Tankers loaded with 43 million liters of gasoline and refinery equipment were seen departing the port of Bandar Abbas in southern Iran, en-route to Venezuela with an expected arrival time in state-run PDVSA’s ports on May 24th. The total value of these gasoline shipments is $45 million, which has often been exchanged for gold bars.
Who Owns the Setareh Khalij-e Fars Refinery?
Because Iran’s Revolutionary Guards (IRGC) are the key shareholder in the Iranian oil industry, most refineries, wells, and wharves in Iran’s provinces, which are awash with oil, have direct links with IRGC’s interests. This doesn’t mean there are eager buyers, as the COVID-19 outbreak, coupled with international sanctions, has contributed to a decrease in requests for gasoline. As a result, renowned figures in the IRGC have been seeking out other potential customers. The first stage of the Setareh Khalij-e Fars refinery with a 360,000-barrel gas condensate capacity was operational on April 30th, 2017. It aimed to reduce the need for Iranians to import these products over the long term.
“Why Iran Is Exporting Gasoline to Venezuela”
By Jubin Katiraie @Iran_Focus
On March 23, the first Iranian tanker flotilla carrying 43 million liters of gasoline and refinery equipment departed Bandar Abbas port in southern Iran toward Venezuela.https://t.co/1fVSZGdv9o
— Iran Focus (@Iran_Focus) May 28, 2020
No customers now for Iran’s gasoline
It has now been revealed that despite the large volume of gasoline available there are simply no customers either inside Iran or overseas. This is mainly a result of the spread of COVID-19 which has led to at least a 50% lowering in demand for gasoline which is now barely 50 million liters per day. This has resulted in a surplus remaining. It is because of this situation that negotiations between Iran and Venezuela have taken place over gasoline sales.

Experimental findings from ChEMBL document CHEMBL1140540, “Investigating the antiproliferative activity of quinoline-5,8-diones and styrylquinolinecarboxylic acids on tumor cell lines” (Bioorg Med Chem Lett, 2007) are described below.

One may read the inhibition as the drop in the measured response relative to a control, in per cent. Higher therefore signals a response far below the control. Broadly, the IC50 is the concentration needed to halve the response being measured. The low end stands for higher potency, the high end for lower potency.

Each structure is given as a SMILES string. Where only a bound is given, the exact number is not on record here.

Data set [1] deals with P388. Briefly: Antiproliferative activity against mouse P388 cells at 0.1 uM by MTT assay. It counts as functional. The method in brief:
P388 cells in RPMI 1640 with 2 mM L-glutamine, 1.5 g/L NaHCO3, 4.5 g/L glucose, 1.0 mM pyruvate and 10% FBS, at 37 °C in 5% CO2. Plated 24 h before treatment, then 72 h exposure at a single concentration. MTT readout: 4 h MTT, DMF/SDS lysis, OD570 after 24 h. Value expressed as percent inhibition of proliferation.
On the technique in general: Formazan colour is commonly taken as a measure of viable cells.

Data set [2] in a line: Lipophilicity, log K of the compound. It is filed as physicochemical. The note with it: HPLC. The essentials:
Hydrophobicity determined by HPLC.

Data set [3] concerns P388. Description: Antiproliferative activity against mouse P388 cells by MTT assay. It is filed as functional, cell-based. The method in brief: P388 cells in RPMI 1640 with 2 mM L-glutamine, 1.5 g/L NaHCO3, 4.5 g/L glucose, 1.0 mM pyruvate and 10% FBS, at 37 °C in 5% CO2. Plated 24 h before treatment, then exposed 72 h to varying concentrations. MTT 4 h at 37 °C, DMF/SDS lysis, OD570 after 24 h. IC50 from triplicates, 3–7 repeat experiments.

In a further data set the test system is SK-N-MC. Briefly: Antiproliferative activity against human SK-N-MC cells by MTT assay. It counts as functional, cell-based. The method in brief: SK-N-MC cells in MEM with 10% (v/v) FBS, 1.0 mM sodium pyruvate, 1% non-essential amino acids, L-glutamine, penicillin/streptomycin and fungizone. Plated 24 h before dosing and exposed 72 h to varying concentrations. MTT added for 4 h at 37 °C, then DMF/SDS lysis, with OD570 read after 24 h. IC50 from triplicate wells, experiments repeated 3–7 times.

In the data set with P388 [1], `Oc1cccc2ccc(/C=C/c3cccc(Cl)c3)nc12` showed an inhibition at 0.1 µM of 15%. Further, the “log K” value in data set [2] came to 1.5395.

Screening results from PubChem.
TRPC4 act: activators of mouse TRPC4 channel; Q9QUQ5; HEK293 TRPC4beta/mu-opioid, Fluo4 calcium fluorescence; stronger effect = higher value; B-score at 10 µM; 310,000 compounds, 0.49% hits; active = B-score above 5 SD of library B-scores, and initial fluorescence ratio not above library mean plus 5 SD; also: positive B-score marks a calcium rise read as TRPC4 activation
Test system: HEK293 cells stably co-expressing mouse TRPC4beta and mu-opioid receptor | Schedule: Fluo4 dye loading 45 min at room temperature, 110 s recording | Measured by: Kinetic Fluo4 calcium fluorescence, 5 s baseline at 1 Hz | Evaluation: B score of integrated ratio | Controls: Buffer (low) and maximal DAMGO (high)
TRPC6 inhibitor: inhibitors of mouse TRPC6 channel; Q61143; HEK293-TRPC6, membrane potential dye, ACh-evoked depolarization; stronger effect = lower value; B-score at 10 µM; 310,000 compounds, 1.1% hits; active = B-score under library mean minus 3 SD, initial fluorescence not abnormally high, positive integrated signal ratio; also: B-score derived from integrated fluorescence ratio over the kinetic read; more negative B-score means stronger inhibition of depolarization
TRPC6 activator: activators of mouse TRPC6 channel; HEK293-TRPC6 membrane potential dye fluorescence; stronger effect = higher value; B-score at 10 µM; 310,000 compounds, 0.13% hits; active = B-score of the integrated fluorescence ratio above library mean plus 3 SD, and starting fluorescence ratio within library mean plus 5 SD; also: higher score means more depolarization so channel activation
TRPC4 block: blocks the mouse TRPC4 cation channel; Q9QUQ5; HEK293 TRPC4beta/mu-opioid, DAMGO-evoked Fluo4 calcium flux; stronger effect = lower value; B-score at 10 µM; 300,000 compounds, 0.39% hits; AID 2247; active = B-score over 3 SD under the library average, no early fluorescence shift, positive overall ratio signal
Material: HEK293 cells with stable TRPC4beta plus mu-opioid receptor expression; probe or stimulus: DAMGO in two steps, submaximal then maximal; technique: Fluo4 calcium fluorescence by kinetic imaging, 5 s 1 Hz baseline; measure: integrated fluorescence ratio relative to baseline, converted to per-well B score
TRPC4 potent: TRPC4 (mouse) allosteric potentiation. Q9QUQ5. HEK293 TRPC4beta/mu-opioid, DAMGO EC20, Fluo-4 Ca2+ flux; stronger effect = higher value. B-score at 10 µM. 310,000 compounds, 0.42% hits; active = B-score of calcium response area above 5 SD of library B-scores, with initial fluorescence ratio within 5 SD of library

Iran Regime Ships Fuel to Venezuela, Sign of Mullahs’ Deadlock
The first five tankers full of #Iran’s fuel reached gasoline-starved Venezuela in exchange for gold. This trade between these two allies confirms the #Iranian regime’s economic suffocation. https://t.co/9MZjfZtbzr
— NCRI-FAC (@iran_policy) May 26, 2020
Shortage of cash affecting Iranian Government
It is because of the fall in local demand for gasoline that the government is confronted with a monetary crisis. Due to sanctions imposed on the country Iran is unable to export as much gasoline as it could do in past years. Iranian authorities are facing a downturn in petrol or non-petrol exports while they have debts which are now surpassing billions of dollars. The research center of the Iranian Parliament (Majlis) recently announced that the National Iranian Oil Company (NIOC) owes $34 billion to the country’s banking system including the Central Bank of Iran (CBI).
At the same time, China’s Customs Office has stated that Iran’s petrol and non-petrol exports have declined in value from $6 billion in March 2019 to $2.34 billion in March 2020.
Petrol product problems caused by an unscrupulous regime
There has been so much corruption, nepotism, and expensive foreign policies that vast areas of Iran’s economy have been ruined, including the oil industry. The regime has done little about correcting its mistakes.
Iranian people grasp regime failures
More than 47,500 people have died of the novel coronavirus in 323 cities checkered across all of Iran’s 31 provinces, according to reports tallied by the Iranian opposition People’s Mojahedin Organization of Iran (PMOI/MEK Iran).
However, the Iranian people have seen through the government’s policies and the effect they have had on impoverishing the people at a time when we all need to consider the COVID-19 crisis. There is an expectation that time is running out for the regime and in no time at all, there will be a change in government.